It takes a little while to get used to, but becomes second-nature after that. The elegant and clean new Metro interface with active tiles that work in a similar fashion to Windows Phone 7 helps a great deal. Metro makes the Slate seem like an entirely different beast and much nicer to use. The on-screen keyboard is easy to type with and can be split for thumbing, but there's no predictive text feature yet.

If you do want to use a pen, a separate annotation board with very good handwriting recognition (it made sense of my scribbles) is available too.

Microsoft is also hooking up Windows 8 to the cloud: you can sign on with your Live account and get access to Cloud storage, and Microsoft's App Store which didn't work in the Consumer Preview and Xbox 360 on the web; I was disappointed to see that Microsoft still uses geo-blocking for the latter, so I couldn't try it out as it is for the United States only currently.

Take another bite out of Apple, Microsoft

Windows 8 is a pleasant experience on the Slate, but underneath the new operating system lurks Windows 7. Well, an updated Windows 7 of course, but one that comes with the Explorer file browser, Control Panel, Device Manager and the usual suite of old-style utilities.

That's where the wheels came off on my updated Slate: I found it confusing on the Slate to switch between Win8-style sliding full-screen windows designed for touch and ones that act and look like they do in Windows 7 as they're designed to be driven by keyboard and mouse.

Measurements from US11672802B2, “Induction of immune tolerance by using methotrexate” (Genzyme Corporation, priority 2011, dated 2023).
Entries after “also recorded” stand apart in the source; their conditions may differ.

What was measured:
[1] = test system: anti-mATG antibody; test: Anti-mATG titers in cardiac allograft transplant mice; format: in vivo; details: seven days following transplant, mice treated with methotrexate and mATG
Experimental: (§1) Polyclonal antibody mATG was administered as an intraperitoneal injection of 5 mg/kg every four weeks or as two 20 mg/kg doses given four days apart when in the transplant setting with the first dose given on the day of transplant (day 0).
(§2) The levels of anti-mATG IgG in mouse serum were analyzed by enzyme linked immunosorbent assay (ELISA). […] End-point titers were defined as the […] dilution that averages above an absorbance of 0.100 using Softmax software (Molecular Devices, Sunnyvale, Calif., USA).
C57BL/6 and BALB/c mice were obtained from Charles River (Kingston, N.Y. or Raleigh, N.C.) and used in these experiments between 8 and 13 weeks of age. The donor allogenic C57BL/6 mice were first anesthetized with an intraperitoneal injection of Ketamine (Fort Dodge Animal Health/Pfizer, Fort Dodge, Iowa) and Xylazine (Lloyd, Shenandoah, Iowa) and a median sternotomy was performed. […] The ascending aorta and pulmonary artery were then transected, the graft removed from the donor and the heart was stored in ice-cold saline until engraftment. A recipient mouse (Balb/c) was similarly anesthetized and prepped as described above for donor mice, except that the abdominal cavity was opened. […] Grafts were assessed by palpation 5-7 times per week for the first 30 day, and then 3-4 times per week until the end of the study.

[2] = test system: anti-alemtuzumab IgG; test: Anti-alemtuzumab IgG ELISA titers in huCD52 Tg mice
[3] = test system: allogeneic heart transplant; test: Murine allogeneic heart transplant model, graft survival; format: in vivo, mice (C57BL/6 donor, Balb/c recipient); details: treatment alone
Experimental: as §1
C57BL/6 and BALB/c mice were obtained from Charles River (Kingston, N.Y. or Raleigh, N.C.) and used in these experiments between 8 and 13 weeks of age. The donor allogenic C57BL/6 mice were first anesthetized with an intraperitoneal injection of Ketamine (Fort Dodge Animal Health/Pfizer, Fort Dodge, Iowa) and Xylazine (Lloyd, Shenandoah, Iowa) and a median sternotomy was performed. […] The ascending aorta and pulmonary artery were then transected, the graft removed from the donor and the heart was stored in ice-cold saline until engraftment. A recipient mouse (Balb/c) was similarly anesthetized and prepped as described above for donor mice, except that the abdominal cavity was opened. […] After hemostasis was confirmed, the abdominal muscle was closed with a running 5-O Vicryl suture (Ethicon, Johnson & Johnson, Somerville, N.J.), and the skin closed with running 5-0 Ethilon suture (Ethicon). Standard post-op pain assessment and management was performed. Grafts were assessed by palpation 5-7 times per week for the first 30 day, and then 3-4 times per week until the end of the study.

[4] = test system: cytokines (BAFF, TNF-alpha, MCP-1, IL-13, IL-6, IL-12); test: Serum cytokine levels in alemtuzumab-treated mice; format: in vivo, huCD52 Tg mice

I can't help thinking that Microsoft is doing it wrong here by not going Metro in Windows 8, boots and all. Windows 8 with Metro-style apps is what you'd use on a touch device like the Slate, just as you do on a Windows Phone; Windows 7 is a fine OS by itself, but just like Mac OS X, it's better for traditional desktops and laptops.

A pure Metro-based version of Windows alongside an updated Windows 7-style one for legacy PCs would make life simpler for developers, who can target one or the other and get apps done faster. Apple did it like this and it has worked out fine for them. Microsoft should seriously consider doing the same.

Samsung 700T Slate with Windows 8

Nicely designed, powerful PC that's ready for Windows 8.
You'll love the stylish, clean Metro interface that's built from the ground up for touch screens
.. and you'll be annoyed when you have to drop down to Windows 7 style apps that are best used with keyboard and mouse.